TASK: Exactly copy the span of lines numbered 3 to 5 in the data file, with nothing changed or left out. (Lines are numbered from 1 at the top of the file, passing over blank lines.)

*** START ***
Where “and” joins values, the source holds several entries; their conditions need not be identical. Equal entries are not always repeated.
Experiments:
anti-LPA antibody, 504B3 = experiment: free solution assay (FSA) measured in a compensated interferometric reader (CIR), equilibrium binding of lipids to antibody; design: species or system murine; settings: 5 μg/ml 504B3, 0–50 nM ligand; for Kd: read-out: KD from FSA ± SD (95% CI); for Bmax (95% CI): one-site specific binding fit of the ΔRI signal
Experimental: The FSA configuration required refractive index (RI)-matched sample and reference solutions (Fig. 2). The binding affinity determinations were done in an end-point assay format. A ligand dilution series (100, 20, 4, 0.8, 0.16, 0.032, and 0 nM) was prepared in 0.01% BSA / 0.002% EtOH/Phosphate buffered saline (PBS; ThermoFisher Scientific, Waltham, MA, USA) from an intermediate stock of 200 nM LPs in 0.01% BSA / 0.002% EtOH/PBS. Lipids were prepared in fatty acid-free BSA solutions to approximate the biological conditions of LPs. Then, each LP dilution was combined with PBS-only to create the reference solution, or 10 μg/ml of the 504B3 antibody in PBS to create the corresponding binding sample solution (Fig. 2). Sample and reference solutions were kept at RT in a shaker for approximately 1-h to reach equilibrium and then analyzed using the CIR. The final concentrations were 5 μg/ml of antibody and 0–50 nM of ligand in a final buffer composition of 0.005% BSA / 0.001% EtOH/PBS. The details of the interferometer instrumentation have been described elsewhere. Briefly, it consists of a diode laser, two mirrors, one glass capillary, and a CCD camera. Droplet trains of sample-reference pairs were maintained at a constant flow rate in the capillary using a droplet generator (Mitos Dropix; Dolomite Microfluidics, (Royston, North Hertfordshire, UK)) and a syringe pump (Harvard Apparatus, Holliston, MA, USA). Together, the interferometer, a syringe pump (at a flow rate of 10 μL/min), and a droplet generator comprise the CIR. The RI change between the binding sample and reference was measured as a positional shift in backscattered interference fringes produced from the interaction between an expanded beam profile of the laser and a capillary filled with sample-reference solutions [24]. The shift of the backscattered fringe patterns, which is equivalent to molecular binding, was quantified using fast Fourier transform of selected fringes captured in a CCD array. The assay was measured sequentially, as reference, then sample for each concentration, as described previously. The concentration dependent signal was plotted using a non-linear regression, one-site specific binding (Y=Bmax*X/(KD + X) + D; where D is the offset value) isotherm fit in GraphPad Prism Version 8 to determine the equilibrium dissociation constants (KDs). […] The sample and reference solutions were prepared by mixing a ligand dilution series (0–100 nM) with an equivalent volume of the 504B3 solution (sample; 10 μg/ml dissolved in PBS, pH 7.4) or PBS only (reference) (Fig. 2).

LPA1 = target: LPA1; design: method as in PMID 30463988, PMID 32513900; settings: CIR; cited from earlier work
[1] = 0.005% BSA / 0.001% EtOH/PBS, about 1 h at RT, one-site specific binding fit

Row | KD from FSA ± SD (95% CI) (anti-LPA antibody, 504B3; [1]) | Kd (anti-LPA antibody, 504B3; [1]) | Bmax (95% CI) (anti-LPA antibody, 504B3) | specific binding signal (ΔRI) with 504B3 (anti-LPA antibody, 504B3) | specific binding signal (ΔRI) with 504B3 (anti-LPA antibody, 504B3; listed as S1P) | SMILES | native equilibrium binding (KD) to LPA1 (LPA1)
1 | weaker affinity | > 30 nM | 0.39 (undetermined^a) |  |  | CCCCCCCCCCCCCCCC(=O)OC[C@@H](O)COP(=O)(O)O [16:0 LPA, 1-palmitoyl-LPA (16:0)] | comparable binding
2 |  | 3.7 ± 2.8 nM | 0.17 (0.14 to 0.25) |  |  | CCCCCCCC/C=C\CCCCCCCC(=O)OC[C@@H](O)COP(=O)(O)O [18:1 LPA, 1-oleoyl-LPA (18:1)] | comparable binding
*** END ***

anti-LPA antibody, 504B3 = experiment: free solution assay (FSA) measured in a compensated interferometric reader (CIR), equilibrium binding of lipids to antibody; design: species or system murine; settings: 5 μg/ml 504B3, 0–50 nM ligand; for Kd: read-out: KD from FSA ± SD (95% CI); for Bmax (95% CI): one-site specific binding fit of the ΔRI signal
Experimental: The FSA configuration required refractive index (RI)-matched sample and reference solutions (Fig. 2). The binding affinity determinations were done in an end-point assay format. A ligand dilution series (100, 20, 4, 0.8, 0.16, 0.032, and 0 nM) was prepared in 0.01% BSA / 0.002% EtOH/Phosphate buffered saline (PBS; ThermoFisher Scientific, Waltham, MA, USA) from an intermediate stock of 200 nM LPs in 0.01% BSA / 0.002% EtOH/PBS. Lipids were prepared in fatty acid-free BSA solutions to approximate the biological conditions of LPs. Then, each LP dilution was combined with PBS-only to create the reference solution, or 10 μg/ml of the 504B3 antibody in PBS to create the corresponding binding sample solution (Fig. 2). Sample and reference solutions were kept at RT in a shaker for approximately 1-h to reach equilibrium and then analyzed using the CIR. The final concentrations were 5 μg/ml of antibody and 0–50 nM of ligand in a final buffer composition of 0.005% BSA / 0.001% EtOH/PBS. The details of the interferometer instrumentation have been described elsewhere. Briefly, it consists of a diode laser, two mirrors, one glass capillary, and a CCD camera. Droplet trains of sample-reference pairs were maintained at a constant flow rate in the capillary using a droplet generator (Mitos Dropix; Dolomite Microfluidics, (Royston, North Hertfordshire, UK)) and a syringe pump (Harvard Apparatus, Holliston, MA, USA). Together, the interferometer, a syringe pump (at a flow rate of 10 μL/min), and a droplet generator comprise the CIR. The RI change between the binding sample and reference was measured as a positional shift in backscattered interference fringes produced from the interaction between an expanded beam profile of the laser and a capillary filled with sample-reference solutions [24]. The shift of the backscattered fringe patterns, which is equivalent to molecular binding, was quantified using fast Fourier transform of selected fringes captured in a CCD array. The assay was measured sequentially, as reference, then sample for each concentration, as described previously. The concentration dependent signal was plotted using a non-linear regression, one-site specific binding (Y=Bmax*X/(KD + X) + D; where D is the offset value) isotherm fit in GraphPad Prism Version 8 to determine the equilibrium dissociation constants (KDs). […] The sample and reference solutions were prepared by mixing a ligand dilution series (0–100 nM) with an equivalent volume of the 504B3 solution (sample; 10 μg/ml dissolved in PBS, pH 7.4) or PBS only (reference) (Fig. 2).

LPA1 = target: LPA1; design: method as in PMID 30463988, PMID 32513900; settings: CIR; cited from earlier work